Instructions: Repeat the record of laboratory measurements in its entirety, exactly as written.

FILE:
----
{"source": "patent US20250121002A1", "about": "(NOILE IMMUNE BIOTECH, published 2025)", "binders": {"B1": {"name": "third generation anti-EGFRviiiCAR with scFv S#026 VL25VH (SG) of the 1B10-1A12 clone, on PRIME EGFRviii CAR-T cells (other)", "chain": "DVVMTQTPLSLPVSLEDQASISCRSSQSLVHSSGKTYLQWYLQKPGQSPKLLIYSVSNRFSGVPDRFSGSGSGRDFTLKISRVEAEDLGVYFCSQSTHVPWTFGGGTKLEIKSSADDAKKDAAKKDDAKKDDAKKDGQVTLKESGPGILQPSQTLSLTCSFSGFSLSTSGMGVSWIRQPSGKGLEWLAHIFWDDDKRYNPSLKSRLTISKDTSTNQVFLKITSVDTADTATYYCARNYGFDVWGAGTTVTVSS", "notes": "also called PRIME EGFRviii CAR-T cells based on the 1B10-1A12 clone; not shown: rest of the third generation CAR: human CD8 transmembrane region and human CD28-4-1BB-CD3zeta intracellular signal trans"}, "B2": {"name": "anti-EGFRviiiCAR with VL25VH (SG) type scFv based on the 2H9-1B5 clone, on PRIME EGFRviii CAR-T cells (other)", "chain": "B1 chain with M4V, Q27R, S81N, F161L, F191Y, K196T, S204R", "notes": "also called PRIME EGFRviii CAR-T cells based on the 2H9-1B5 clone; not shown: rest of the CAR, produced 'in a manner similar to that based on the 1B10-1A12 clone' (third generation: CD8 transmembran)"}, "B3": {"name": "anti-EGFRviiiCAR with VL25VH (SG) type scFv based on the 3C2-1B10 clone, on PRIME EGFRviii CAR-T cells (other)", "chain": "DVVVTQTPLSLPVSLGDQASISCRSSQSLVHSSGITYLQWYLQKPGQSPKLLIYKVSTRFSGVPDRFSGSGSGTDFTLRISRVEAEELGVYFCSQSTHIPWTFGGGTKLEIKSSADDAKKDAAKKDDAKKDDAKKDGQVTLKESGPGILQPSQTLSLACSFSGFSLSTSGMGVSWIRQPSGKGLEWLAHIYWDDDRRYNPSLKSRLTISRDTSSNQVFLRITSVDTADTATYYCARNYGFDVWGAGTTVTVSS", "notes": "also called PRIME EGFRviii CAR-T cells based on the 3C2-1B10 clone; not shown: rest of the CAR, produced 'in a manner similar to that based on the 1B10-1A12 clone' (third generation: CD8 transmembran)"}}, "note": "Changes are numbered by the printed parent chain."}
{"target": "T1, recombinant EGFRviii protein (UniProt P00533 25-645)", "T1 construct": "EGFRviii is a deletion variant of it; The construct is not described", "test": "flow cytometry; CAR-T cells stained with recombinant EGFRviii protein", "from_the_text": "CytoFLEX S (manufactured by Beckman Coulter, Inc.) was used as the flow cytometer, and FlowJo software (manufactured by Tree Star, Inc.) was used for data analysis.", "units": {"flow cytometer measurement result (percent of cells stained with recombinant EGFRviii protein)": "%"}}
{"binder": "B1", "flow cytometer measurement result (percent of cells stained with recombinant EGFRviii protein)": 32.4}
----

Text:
{"source": "patent US20250121002A1", "about": "(NOILE IMMUNE BIOTECH, published 2025)", "binders": {"B1": {"name": "third generation anti-EGFRviiiCAR with scFv S#026 VL25VH (SG) of the 1B10-1A12 clone, on PRIME EGFRviii CAR-T cells (other)", "chain": "DVVMTQTPLSLPVSLEDQASISCRSSQSLVHSSGKTYLQWYLQKPGQSPKLLIYSVSNRFSGVPDRFSGSGSGRDFTLKISRVEAEDLGVYFCSQSTHVPWTFGGGTKLEIKSSADDAKKDAAKKDDAKKDDAKKDGQVTLKESGPGILQPSQTLSLTCSFSGFSLSTSGMGVSWIRQPSGKGLEWLAHIFWDDDKRYNPSLKSRLTISKDTSTNQVFLKITSVDTADTATYYCARNYGFDVWGAGTTVTVSS", "notes": "also called PRIME EGFRviii CAR-T cells based on the 1B10-1A12 clone; not shown: rest of the third generation CAR: human CD8 transmembrane region and human CD28-4-1BB-CD3zeta intracellular signal trans"}, "B2": {"name": "anti-EGFRviiiCAR with VL25VH (SG) type scFv based on the 2H9-1B5 clone, on PRIME EGFRviii CAR-T cells (other)", "chain": "B1 chain with M4V, Q27R, S81N, F161L, F191Y, K196T, S204R", "notes": "also called PRIME EGFRviii CAR-T cells based on the 2H9-1B5 clone; not shown: rest of the CAR, produced 'in a manner similar to that based on the 1B10-1A12 clone' (third generation: CD8 transmembran)"}, "B3": {"name": "anti-EGFRviiiCAR with VL25VH (SG) type scFv based on the 3C2-1B10 clone, on PRIME EGFRviii CAR-T cells (other)", "chain": "DVVVTQTPLSLPVSLGDQASISCRSSQSLVHSSGITYLQWYLQKPGQSPKLLIYKVSTRFSGVPDRFSGSGSGTDFTLRISRVEAEELGVYFCSQSTHIPWTFGGGTKLEIKSSADDAKKDAAKKDDAKKDDAKKDGQVTLKESGPGILQPSQTLSLACSFSGFSLSTSGMGVSWIRQPSGKGLEWLAHIYWDDDRRYNPSLKSRLTISRDTSSNQVFLRITSVDTADTATYYCARNYGFDVWGAGTTVTVSS", "notes": "also called PRIME EGFRviii CAR-T cells based on the 3C2-1B10 clone; not shown: rest of the CAR, produced 'in a manner similar to that based on the 1B10-1A12 clone' (third generation: CD8 transmembran)"}}, "note": "Changes are numbered by the printed parent chain."}
{"target": "T1, recombinant EGFRviii protein (UniProt P00533 25-645)", "T1 construct": "EGFRviii is a deletion variant of it; The construct is not described", "test": "flow cytometry; CAR-T cells stained with recombinant EGFRviii protein", "from_the_text": "CytoFLEX S (manufactured by Beckman Coulter, Inc.) was used as the flow cytometer, and FlowJo software (manufactured by Tree Star, Inc.) was used for data analysis.", "units": {"flow cytometer measurement result (percent of cells stained with recombinant EGFRviii protein)": "%"}}
{"binder": "B1", "flow cytometer measurement result (percent of cells stained with recombinant EGFRviii protein)": 32.4}